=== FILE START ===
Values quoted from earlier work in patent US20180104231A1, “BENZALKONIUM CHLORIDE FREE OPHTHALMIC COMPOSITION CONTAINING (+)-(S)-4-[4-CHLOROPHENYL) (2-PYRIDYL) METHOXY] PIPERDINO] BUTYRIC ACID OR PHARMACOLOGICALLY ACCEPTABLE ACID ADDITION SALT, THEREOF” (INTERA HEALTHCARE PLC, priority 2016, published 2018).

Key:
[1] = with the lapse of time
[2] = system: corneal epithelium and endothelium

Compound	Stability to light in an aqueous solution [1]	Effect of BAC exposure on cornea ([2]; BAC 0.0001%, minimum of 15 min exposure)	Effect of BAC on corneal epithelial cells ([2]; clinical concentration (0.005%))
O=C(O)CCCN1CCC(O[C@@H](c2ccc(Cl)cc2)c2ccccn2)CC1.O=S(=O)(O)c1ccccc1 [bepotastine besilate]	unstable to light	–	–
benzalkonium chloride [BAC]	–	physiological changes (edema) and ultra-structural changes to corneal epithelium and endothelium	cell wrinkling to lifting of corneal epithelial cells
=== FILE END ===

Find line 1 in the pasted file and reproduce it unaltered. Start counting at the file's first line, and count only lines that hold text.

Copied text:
Values quoted from earlier work in patent US20180104231A1, “BENZALKONIUM CHLORIDE FREE OPHTHALMIC COMPOSITION CONTAINING (+)-(S)-4-[4-CHLOROPHENYL) (2-PYRIDYL) METHOXY] PIPERDINO] BUTYRIC ACID OR PHARMACOLOGICALLY ACCEPTABLE ACID ADDITION SALT, THEREOF” (INTERA HEALTHCARE PLC, priority 2016, published 2018).